Authors:M. Tóth, GY. Törőcsik, Z. Imrei and G. Vörörs
Western corn rootworm (WCR) (
Diabrotica v. virgifera
Le Conte) (Coleoptera, Chrysomelidae) adults were attracted only during daytime hours and showed a bimodal diel activity pattern when responding to the synthetic floral bait in the field. On the other hand, to the synthetic pheromone bait, good responses were recorded apart from daytime hours also well into the night. The present results suggest that in WCR the pheromonal communication channel and the channel connected with feeding (= floral lure) are separated.
Authors:M. Tóth, I. Sivcev, I. Ujváry, I. Tomasek, Z. Imrei, P. Horváth and I. Szarukán
Trap designs baited with the synthetic sex pheromone have been optimized for trapping of the western corn rootworm Diabrotica v. virgifera LeConte (Coleoptera: Chrysomelidae) (WCR), which has recently been introduced into Europe. The best trap design proved to be the sticky “cloak” trap (code name “PAL”), which catches only males, and is being used in many countries of Europe for detection and monitoring the spread of the new pest. Preliminarily the range of attraction (as defined by Wall and Perry, 1987) of the pheromone traps was estimated to be <10 m. The performance of yellow sticky plates (used by others for monitoring of the pest) was insignificant as compared to the activity of the pheromone baited traps, and yellow colour had no discernible effect on catches in pheromone traps. The known floral lure of WCR containing 4-methoxy-cinnamaldehyde and indole proved to be active also towards the population in Europe, attracting both females and males. Yellow colour slightly increased catches by the floral lure, hence a yellow sticky “cloak” trap has been developed (code name PALs). Pheromone baited PAL traps caught a total of about 4 times more beetles than the floral baited PALs, which latter however appeared to be preferentially active for females. When placed into the same trap, the pheromonal and floral lures did not interfere with each other's activity.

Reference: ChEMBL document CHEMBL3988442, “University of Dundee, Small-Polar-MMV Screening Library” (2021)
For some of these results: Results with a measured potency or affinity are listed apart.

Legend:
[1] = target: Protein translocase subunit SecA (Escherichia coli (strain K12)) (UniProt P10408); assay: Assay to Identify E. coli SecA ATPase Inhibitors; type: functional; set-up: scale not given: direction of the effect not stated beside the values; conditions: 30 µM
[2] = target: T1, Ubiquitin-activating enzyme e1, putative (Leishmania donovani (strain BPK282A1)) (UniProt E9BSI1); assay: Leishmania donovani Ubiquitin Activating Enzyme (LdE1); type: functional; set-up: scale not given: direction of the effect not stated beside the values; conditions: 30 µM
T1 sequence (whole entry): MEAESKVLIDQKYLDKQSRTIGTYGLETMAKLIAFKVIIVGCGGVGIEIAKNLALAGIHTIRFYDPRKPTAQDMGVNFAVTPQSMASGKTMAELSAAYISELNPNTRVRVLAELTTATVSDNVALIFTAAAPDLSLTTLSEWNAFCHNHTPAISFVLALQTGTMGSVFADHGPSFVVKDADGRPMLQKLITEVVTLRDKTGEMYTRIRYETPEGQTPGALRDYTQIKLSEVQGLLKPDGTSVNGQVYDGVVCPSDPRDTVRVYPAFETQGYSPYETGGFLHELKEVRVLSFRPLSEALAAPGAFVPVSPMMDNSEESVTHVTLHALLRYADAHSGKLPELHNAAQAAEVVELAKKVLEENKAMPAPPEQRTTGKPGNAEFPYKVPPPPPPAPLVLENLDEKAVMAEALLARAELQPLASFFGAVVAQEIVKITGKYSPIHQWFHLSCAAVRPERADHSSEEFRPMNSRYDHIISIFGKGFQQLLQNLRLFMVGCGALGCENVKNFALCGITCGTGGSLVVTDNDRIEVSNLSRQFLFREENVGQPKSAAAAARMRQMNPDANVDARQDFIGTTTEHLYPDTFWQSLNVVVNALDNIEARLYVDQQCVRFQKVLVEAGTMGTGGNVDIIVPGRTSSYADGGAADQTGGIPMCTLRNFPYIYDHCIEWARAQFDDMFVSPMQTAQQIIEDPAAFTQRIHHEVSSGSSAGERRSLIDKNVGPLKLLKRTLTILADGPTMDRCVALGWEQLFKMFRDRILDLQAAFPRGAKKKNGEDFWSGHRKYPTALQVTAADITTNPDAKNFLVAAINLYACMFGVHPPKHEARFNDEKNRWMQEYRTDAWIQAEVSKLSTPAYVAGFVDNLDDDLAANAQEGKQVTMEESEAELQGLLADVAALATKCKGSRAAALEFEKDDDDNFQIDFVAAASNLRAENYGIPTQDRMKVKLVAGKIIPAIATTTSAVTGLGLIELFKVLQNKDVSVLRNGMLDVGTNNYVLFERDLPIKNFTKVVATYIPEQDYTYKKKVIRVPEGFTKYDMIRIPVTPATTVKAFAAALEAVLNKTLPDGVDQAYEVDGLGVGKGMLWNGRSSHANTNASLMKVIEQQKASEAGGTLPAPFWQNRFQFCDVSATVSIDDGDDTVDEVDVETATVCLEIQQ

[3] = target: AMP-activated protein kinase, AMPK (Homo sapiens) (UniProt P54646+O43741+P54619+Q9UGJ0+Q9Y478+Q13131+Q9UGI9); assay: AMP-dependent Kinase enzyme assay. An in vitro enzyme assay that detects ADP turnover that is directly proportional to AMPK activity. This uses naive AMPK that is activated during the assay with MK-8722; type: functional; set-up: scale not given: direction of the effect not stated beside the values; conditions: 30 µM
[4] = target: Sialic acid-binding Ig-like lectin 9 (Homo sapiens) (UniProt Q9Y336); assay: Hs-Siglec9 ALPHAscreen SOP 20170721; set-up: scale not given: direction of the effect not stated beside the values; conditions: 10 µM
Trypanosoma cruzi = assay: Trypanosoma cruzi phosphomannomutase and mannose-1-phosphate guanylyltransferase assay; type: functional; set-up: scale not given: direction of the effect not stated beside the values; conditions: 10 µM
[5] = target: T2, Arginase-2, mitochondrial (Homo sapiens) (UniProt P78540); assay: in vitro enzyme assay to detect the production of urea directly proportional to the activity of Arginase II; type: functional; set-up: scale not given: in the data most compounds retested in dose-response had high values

Authors:Zsófia Lohonyai, J. Vuts, J. Fail, M. Tóth and Z. Imrei
Several synthetic floral lures have been described for the cetoniin scarabs Cetonia aurata aurata L. and Potosia cuprea Fabr. (Coleoptera, Scarabaeidae), exploiting their olfaction-guided behavioural preference for a wide range of flower volatiles.
A ternary mixture of 3-methyl eugenol, 1-phenylethanol and (E)-anethol has previously been described as a powerful synthetic floral attractant for both C. a. aurata and P. cuprea. The first objective of the present research was to test whether isoeugenol and eugenol, with a very similar molecular structure to 3-methyl eugenol, can substitute 3-methyl eugenol in the ternary blend. All baited traps caught significantly more of both species than unbaited control traps, however, traps containing 3-methyl eugenol caught significantly more than those with either isoeugenol or eugenol. This indicates a fine tuning in behavioural response to 3-methyl eugenol.